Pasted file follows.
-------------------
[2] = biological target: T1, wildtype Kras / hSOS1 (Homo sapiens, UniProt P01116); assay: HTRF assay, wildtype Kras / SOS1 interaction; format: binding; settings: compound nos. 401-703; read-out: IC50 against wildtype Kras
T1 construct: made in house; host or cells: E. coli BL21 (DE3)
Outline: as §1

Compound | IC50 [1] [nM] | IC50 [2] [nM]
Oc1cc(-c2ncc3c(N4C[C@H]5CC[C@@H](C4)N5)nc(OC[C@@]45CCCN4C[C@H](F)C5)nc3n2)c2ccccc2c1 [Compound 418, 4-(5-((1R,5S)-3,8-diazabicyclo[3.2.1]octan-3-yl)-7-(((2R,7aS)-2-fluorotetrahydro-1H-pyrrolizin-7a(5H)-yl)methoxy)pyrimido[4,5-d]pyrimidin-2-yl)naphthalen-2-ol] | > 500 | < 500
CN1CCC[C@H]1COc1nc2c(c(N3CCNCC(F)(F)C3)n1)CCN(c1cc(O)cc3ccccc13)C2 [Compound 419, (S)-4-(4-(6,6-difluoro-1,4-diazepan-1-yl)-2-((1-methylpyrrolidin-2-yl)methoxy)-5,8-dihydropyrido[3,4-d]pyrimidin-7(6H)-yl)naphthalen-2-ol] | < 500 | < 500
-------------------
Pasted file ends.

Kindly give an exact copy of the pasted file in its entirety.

[2] = biological target: T1, wildtype Kras / hSOS1 (Homo sapiens, UniProt P01116); assay: HTRF assay, wildtype Kras / SOS1 interaction; format: binding; settings: compound nos. 401-703; read-out: IC50 against wildtype Kras
T1 construct: made in house; host or cells: E. coli BL21 (DE3)
Outline: as §1

Compound | IC50 [1] [nM] | IC50 [2] [nM]
Oc1cc(-c2ncc3c(N4C[C@H]5CC[C@@H](C4)N5)nc(OC[C@@]45CCCN4C[C@H](F)C5)nc3n2)c2ccccc2c1 [Compound 418, 4-(5-((1R,5S)-3,8-diazabicyclo[3.2.1]octan-3-yl)-7-(((2R,7aS)-2-fluorotetrahydro-1H-pyrrolizin-7a(5H)-yl)methoxy)pyrimido[4,5-d]pyrimidin-2-yl)naphthalen-2-ol] | > 500 | < 500
CN1CCC[C@H]1COc1nc2c(c(N3CCNCC(F)(F)C3)n1)CCN(c1cc(O)cc3ccccc13)C2 [Compound 419, (S)-4-(4-(6,6-difluoro-1,4-diazepan-1-yl)-2-((1-methylpyrrolidin-2-yl)methoxy)-5,8-dihydropyrido[3,4-d]pyrimidin-7(6H)-yl)naphthalen-2-ol] | < 500 | < 500